Original Publication
Open Access

Modules for the Technical Skills Section of the OSCE Component of the American Board of Anesthesiology APPLIED Examination

Published: April 29, 2019 | 10.15766/mep_2374-8265.10820

Appendices

  • IOM.mp4
  • Facilitator’s Guide.docx
  • IOM Info for Candidate.docx
  • IOM Response Sheet.docx
  • IOE.mp4
  • IOE Info for Candidate.docx
  • IOE Response Sheet.docx
  • List of TEE Views.docx
  • Learner Evaluation.docx

All appendices are peer reviewed as integral parts of the Original Publication.

To view all publication components, extract (i.e., unzip) them from the downloaded .zip file.


Abstract

Introduction: To assess communication and professionalism, as well as technical skills related to patient care, the American Board of Anesthesiology (ABA) has begun administering an Objective Structured Clinical Examination (OSCE) portion of the APPLIED Examination in addition to the Standard Oral Examination component. Methods: We created video modules and a curriculum for anesthesiology resident OSCE preparation for the Interpretation of Monitors and Interpretation of Echocardiography components. The modules can be used individually by trainees or included as part of an OSCE workshop led by faculty educators with seven individual stations matching the content of the actual ABA examination. These modules are recommended for all levels of anesthesiology trainees so that they can gain exposure to the format and the fast pace of the examination. Results: Sixty-six junior and senior anesthesiology residents, fellows, and junior faculty successfully participated in these modules. Seventy-three percent of the participants agreed that after completing these modules, they now had a good understanding of the Interpretation of Monitors and Interpretation of Echocardiography technical skills stations. More than 90% of participants reported that the modules were useful, and more than 70% reported that they now felt prepared for these stations of the OSCE. Discussion: Developing technical skills stations for deliberate practice and preparation for the ABA OSCE is resource intensive. Finding time and faculty to facilitate OSCE preparation is also challenging. With the video modules and scripts included in this publication, residents can practice independently or as part of larger preparation course.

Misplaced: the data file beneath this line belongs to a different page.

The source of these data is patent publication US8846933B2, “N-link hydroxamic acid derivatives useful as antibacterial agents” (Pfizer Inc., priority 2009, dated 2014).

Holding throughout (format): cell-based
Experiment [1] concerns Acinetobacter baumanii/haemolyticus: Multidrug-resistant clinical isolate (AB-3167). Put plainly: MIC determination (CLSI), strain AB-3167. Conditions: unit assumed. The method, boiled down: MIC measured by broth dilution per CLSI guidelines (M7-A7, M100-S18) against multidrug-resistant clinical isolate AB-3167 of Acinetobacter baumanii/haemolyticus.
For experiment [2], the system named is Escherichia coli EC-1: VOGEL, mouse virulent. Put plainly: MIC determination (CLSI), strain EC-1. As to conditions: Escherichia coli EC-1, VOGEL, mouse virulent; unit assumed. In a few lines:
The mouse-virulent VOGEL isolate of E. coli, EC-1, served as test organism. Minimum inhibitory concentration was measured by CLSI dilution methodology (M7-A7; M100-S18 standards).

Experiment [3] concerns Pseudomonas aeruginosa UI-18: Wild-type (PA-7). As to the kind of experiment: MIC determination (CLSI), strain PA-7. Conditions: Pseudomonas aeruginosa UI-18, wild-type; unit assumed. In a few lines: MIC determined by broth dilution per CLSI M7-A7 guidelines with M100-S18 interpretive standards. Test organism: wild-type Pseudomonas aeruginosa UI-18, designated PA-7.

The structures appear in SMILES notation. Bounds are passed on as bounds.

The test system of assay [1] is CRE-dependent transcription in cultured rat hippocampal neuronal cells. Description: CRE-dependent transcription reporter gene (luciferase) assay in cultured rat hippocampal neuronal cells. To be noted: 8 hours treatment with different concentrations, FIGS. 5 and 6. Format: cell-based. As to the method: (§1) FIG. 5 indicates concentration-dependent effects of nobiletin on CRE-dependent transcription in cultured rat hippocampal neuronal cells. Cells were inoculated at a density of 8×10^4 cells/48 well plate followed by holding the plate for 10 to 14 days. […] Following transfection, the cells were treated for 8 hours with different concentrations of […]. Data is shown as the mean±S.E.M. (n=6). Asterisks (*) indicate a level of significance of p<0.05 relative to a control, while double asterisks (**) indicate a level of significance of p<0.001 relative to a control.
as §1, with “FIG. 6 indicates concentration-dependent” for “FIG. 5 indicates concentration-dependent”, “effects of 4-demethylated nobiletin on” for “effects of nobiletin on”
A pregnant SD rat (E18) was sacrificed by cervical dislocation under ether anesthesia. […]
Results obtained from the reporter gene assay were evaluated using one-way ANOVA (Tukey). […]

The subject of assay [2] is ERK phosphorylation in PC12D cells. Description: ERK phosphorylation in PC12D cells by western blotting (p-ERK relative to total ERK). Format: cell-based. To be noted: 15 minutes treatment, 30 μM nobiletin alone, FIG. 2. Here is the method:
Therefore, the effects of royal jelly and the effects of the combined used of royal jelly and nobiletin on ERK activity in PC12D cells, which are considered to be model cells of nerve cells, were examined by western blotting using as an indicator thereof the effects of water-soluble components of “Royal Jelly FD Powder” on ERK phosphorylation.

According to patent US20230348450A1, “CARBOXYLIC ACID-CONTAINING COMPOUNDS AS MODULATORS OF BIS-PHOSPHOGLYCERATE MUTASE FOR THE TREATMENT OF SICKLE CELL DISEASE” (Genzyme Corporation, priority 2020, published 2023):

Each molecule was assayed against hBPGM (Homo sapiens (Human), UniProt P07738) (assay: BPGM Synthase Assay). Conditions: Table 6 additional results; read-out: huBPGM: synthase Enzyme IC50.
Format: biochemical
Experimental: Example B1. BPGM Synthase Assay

Educational Objectives

By the end of this activity, learners will be able to:

  1. Describe the content, timing, and structure of the Interpretation of Monitors (IOM) component of the American Board of Anesthesiology (ABA) Objective Structured Clinical Examination (OSCE).

  2. Describe the content, timing, and structure of the Interpretation of Echocardiography (IOE) component of the ABA OSCE.
  3. Integrate information presented in the IOM module required to identify the correct clinical conditions represented in the IOM module.
  4. Identify the view and relevant anatomy and make diagnostic assessments and treatment recommendations for the scenarios represented in the IOE module.
  5. Demonstrate proficiency in anesthesiology milestones mapped to these modules.

Introduction

In March 2018, the American Board of Anesthesiology (ABA) began administering an Objective Structured Clinical Examination (OSCE) portion of the APPLIED Examination in addition to the Standard Oral Examination component. The OSCE was added to the current examination to assess two domains that are perceived as difficult to evaluate in a written or oral examination format, namely, communication and professionalism, as well as technical skills that relate to patient care. According to the OSCE content outline developed by the ABA, examinees participate in a seven-station circuit that evaluates their proficiency in at least seven of the nine following skills.1